Growing up in a shitbird coastal town, wannabe keyboard player/songwriter Jon Burroughs (Domhnall Gleeson) finds his life taking off when touring avant-garde rock band Soronprfbs ask him to fill in at a gig (“Can you play C, F and G? You’re in!”). Next thing he knows, he’s off to Ireland to record an album, struggling to find his place in a makeshift family unit that includes manager Don (Scoot McNairy), who has a fetish for mannequins, and sour-faced theremin player Clara (Maggie Gyllenhaal, terrific).
But the real draw is frontman Frank (Michael Fassbender), a rambling, ranting genius/fool who invents his own musical scale and insists the band make their own instruments. Oh, and one more thing: he wears a huge papier-mâché head, on stage and off…
Based, loosely, on screenwriter Jon Ronson’s own late-’80s stint in a band led by the late Mancunian musician/comic Chris Sievey under the stage name of Frank Sidebottom, Frank steers the narrative into areas beyond biography. It’s a contentious decision, brave and bizarre, but one that Sievey would have no doubt appreciated. The important thing here is that Lenny Abrahamson’s (Adam & Paul, What Richard Did) movie is faithful in spirit, and for that we can rejoice.
Frank is a funny film, the band’s 11-month(!) recording stint in Ireland proving a creative maelstrom that’s all maelstrom and little creativity. Through it all, Jon blogs and tweets inanely jocular banalities to an ever-growing following while Frank never removes his head (not even in the shower) and instead vocalises his emotions and facial expressions to the nonplussed band: “Big, non-threatening grin”; “Lips pushed together, as if to say ‘Enough frivolity’.”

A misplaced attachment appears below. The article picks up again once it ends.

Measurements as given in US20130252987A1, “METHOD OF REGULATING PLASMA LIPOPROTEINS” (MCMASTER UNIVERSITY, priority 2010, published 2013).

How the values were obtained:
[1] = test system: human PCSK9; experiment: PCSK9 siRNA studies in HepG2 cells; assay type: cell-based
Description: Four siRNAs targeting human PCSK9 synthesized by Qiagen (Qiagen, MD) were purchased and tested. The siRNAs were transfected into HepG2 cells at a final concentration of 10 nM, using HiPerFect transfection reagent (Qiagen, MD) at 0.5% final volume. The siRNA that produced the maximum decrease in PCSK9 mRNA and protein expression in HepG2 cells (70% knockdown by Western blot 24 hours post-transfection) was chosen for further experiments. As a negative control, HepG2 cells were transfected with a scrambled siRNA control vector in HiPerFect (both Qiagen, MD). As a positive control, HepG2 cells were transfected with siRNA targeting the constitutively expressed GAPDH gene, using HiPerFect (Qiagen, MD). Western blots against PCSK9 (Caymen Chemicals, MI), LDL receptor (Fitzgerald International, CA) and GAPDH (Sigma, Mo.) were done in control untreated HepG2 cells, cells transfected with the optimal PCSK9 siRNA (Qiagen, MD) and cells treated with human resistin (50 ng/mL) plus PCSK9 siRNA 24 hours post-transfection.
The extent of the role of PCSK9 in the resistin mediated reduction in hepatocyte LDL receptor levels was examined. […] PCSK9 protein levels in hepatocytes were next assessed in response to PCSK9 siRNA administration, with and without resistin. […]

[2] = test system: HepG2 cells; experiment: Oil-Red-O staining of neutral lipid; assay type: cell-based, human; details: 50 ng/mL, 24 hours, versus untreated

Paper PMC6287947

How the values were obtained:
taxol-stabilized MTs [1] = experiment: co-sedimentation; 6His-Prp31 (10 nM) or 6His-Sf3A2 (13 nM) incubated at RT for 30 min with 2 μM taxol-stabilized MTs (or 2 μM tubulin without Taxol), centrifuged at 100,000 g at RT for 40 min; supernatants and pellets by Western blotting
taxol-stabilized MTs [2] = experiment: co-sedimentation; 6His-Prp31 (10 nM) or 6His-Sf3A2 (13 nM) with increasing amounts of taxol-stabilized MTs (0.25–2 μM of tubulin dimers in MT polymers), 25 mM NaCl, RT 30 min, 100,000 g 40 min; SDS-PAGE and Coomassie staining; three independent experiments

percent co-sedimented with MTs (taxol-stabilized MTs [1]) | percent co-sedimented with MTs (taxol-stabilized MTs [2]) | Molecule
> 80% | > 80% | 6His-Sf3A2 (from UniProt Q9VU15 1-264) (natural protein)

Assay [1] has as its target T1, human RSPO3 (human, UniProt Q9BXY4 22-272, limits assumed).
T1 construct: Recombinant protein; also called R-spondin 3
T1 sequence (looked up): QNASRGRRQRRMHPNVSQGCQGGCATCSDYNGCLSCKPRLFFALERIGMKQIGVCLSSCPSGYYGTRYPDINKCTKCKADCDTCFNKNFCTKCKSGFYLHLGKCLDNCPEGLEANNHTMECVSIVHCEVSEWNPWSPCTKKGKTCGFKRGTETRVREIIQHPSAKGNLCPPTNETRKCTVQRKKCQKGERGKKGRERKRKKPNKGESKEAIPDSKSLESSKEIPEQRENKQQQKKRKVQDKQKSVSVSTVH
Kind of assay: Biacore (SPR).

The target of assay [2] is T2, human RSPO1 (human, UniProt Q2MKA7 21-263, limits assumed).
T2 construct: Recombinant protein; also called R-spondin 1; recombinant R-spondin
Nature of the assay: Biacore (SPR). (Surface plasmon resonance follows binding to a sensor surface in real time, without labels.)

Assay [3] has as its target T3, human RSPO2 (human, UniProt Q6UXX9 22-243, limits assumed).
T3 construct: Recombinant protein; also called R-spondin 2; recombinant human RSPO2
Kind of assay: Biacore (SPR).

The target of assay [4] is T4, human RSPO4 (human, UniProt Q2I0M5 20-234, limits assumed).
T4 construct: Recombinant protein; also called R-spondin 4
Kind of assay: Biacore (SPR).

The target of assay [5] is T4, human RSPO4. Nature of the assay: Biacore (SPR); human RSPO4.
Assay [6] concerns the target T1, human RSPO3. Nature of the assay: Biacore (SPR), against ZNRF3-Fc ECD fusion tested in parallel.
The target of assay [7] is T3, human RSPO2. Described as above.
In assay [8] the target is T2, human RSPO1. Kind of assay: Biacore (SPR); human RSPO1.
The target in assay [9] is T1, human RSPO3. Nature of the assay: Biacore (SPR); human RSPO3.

Not that explanation is needed, for Fassbender’s faceless performance offers a masterclass in body language, and that wide-eyed, open-mouthed mask invites band members, and viewers, to project their own readings.
The third act is more conventional, with a chaotic road trip to America proving neither as interesting nor as compelling as the spiky material that came before. But Ronson and Abrahamson keep their heads to offer a perfectly judged, moving finale, and they have plenty to say about public image and the popular myth of creative genius being born of personal torment.
You’ll want Frank in your life – as the cryptic vocalist says of Jon: “He brings something cherishable.”
Verdict: A glorious curveball: surreal, abstract, laugh-out-loud funny and quietly moving. And the ‘tunes’ – performed live by the cast and sung by Fassbender – are a knockout.